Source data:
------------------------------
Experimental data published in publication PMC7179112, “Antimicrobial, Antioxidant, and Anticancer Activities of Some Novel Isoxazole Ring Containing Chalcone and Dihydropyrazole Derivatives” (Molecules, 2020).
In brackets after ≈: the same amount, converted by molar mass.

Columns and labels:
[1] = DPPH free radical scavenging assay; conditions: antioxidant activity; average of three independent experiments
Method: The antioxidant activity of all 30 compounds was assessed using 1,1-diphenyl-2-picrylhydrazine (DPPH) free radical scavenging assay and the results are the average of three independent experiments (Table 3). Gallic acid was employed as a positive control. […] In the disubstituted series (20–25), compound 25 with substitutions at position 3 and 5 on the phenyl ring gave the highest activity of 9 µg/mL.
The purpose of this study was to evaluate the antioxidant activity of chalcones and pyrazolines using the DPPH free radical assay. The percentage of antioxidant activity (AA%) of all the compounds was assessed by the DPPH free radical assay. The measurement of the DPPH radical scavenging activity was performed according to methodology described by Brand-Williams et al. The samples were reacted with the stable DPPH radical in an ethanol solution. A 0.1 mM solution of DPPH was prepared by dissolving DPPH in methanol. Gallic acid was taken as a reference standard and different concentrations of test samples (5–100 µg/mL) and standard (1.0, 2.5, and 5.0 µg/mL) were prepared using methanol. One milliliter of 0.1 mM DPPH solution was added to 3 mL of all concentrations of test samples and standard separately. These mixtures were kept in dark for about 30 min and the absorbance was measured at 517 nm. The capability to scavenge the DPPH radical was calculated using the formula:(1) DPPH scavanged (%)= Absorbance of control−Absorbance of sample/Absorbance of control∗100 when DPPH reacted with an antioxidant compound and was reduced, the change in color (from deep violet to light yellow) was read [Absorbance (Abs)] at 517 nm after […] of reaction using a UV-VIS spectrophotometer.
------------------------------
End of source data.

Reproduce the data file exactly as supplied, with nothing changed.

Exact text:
Experimental data published in publication PMC7179112, “Antimicrobial, Antioxidant, and Anticancer Activities of Some Novel Isoxazole Ring Containing Chalcone and Dihydropyrazole Derivatives” (Molecules, 2020).
In brackets after ≈: the same amount, converted by molar mass.

Columns and labels:
[1] = DPPH free radical scavenging assay; conditions: antioxidant activity; average of three independent experiments
Method: The antioxidant activity of all 30 compounds was assessed using 1,1-diphenyl-2-picrylhydrazine (DPPH) free radical scavenging assay and the results are the average of three independent experiments (Table 3). Gallic acid was employed as a positive control. […] In the disubstituted series (20–25), compound 25 with substitutions at position 3 and 5 on the phenyl ring gave the highest activity of 9 µg/mL.
The purpose of this study was to evaluate the antioxidant activity of chalcones and pyrazolines using the DPPH free radical assay. The percentage of antioxidant activity (AA%) of all the compounds was assessed by the DPPH free radical assay. The measurement of the DPPH radical scavenging activity was performed according to methodology described by Brand-Williams et al. The samples were reacted with the stable DPPH radical in an ethanol solution. A 0.1 mM solution of DPPH was prepared by dissolving DPPH in methanol. Gallic acid was taken as a reference standard and different concentrations of test samples (5–100 µg/mL) and standard (1.0, 2.5, and 5.0 µg/mL) were prepared using methanol. One milliliter of 0.1 mM DPPH solution was added to 3 mL of all concentrations of test samples and standard separately. These mixtures were kept in dark for about 30 min and the absorbance was measured at 517 nm. The capability to scavenge the DPPH radical was calculated using the formula:(1) DPPH scavanged (%)= Absorbance of control−Absorbance of sample/Absorbance of control∗100 when DPPH reacted with an antioxidant compound and was reduced, the change in color (from deep violet to light yellow) was read [Absorbance (Abs)] at 517 nm after […] of reaction using a UV-VIS spectrophotometer.